Thursday, April 1, 2010

Saving Money on Prescriptions

We all know that prescription medications can be very expensive.  Switching to generics is a good way to save money, but they aren't always available and in some cases aren't the best choice when they are available.

When generics aren't an option, there are two ways I know to save money on them anyway.  One way is to find an instant rebate program.  Sometimes doctors or pharmacists will have the rebate information, but the simplest way is search out the medication by name on the Internet.  Shane and I currently have three prescriptions with instant rebates.  They are processed as secondary insurance when you submit them to the pharmacy and will pay a set amount toward the cost or the co-pay.

Another way to save is to ask your doctor to write your prescriptions for 90 days instead of for 30 days at a time.  I have two prescriptions that are written this way, so that I'm paying a copay on these only 4 times a year instead of 12. 

In my case, I didn't even have to ask the doctor to write them this way -- she just did it.  If your doctor doesn't already write prescriptions this way, ask him/her to do so.  The worst that can happen is they say no.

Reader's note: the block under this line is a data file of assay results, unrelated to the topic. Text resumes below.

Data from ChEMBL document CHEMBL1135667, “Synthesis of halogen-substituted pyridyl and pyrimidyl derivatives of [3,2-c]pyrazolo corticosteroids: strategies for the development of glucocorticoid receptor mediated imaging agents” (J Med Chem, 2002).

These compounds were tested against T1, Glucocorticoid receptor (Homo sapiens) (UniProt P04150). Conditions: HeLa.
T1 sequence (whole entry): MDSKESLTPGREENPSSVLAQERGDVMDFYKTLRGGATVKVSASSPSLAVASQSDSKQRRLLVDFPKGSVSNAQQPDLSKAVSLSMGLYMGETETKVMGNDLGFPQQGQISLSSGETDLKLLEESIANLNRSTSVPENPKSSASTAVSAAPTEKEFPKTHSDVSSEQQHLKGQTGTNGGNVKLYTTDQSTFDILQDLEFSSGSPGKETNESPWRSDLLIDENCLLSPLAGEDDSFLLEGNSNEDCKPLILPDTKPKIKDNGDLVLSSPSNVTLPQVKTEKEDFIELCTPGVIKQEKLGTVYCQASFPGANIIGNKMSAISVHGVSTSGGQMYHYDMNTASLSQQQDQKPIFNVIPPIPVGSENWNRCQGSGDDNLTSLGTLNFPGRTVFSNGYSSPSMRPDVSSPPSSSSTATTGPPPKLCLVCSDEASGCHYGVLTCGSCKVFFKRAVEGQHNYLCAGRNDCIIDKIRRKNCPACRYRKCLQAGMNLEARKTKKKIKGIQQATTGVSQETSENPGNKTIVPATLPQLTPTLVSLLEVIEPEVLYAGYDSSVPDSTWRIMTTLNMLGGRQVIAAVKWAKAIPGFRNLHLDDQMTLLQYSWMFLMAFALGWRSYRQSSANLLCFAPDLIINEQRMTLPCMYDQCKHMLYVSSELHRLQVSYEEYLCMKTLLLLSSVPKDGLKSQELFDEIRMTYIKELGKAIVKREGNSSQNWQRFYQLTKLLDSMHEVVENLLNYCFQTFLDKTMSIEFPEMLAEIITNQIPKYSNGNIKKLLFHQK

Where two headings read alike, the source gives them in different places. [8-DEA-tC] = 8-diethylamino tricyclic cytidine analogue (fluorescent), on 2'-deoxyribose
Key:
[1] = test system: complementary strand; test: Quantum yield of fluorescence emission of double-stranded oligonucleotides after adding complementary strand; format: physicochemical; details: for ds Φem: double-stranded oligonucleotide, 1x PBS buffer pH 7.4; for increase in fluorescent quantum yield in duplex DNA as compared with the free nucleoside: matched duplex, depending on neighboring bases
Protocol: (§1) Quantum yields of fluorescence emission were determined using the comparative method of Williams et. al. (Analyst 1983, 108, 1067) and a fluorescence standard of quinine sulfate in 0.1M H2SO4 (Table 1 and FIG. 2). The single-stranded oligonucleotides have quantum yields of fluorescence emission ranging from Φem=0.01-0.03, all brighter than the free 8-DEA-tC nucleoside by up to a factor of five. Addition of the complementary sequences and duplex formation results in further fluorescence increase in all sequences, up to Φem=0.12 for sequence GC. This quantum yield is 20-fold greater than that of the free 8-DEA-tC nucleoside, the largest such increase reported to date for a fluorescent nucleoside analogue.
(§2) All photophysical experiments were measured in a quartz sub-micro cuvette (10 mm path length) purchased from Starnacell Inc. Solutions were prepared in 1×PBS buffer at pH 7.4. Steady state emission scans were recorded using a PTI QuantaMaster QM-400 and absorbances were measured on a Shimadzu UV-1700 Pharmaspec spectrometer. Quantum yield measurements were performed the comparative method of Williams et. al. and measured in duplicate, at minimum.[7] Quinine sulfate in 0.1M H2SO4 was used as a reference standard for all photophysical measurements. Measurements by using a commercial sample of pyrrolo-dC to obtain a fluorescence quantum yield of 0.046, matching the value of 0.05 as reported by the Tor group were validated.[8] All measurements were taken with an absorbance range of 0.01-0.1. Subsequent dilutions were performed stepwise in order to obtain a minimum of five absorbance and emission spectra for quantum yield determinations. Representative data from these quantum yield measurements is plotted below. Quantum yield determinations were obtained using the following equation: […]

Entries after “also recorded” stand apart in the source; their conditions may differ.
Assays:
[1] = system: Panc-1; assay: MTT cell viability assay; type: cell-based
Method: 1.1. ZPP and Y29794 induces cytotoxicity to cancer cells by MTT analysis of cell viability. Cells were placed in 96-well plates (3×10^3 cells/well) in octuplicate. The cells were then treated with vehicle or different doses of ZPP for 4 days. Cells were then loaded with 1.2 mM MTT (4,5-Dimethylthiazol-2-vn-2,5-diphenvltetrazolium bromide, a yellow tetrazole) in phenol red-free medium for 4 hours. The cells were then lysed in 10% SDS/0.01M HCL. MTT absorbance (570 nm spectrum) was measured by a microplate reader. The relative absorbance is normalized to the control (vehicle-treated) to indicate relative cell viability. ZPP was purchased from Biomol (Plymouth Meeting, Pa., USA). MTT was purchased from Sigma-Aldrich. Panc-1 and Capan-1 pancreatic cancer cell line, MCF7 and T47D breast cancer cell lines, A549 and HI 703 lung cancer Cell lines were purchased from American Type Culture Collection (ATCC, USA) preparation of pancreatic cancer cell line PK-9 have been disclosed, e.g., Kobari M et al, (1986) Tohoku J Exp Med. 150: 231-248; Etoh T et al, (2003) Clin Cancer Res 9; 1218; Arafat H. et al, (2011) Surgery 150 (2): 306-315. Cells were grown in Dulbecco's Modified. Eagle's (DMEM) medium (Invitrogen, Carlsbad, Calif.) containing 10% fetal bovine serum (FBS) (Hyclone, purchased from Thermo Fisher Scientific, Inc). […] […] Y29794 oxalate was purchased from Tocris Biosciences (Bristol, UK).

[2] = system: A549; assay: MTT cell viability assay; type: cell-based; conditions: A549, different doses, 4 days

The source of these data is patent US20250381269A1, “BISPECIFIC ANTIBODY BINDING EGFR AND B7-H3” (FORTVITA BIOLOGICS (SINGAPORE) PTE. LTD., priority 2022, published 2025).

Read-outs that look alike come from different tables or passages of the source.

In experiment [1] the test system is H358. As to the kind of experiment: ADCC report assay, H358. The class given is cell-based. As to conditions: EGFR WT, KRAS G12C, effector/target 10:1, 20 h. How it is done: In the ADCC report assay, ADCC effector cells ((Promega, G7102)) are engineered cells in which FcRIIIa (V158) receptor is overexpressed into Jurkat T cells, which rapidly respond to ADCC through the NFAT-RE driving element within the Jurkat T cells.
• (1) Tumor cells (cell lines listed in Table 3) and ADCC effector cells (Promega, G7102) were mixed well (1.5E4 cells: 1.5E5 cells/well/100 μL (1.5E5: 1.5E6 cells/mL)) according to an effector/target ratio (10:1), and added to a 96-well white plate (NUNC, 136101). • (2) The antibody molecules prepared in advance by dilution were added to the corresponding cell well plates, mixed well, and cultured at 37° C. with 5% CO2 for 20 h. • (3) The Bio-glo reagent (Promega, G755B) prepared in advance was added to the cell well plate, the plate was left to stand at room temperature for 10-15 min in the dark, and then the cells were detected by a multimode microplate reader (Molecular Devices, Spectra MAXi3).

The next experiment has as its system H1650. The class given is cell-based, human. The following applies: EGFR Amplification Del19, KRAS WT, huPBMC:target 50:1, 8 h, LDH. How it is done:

Also, keep checking those pharmaceutical websites.  Just because there's no rebate now doesn't mean there won't be in the future.  One of ours prescriptions has had a rebate program for years; another just started a program in January of this year.  Checking every month or two might end up saving you a lot of money.


Sheila said...

Thank God for military insurance. Prescriptions are one thing we don't worry so much about since Kevin retired from the Air Force. We do have to pay for our meds since we moved to NC but the costs were small enough--then we started using the military mail order pharmacy. The price is even smaller--there are a few meds we aren't able to get through them but the most we pay at a pharmacy here in town is $22--even though one of our meds is regularly over $300 a month. I just pray this is one benefit that won't change like so many others have.

Annie Jones said...

We are fortunate that our maximum co-pay for prescriptions is $20. There are a few drugs that aren't covered, but when that has happened, I've either asked the doctor to prescribe a similar one that is covered.

SonyaAnn said...

I had to fight to get a 90. Ugh my docTard sucks.
Once again, thank you for all of the great info.
Sorry it is taking me so long, the kids are home. Enough said!

slugmama said...

Another tip is to ask your dr. if they can give you those samples the pharmaceutical reps drop off at their office. Even if they won't give you enough for the full course, at least a few days worth or a week's worth every month for a long term script you take monthly would help.

Annie Jones said...

Good point, Sluggy! My ob/gyn, who prescribes Boniva to me, is really good about giving samples if she has them.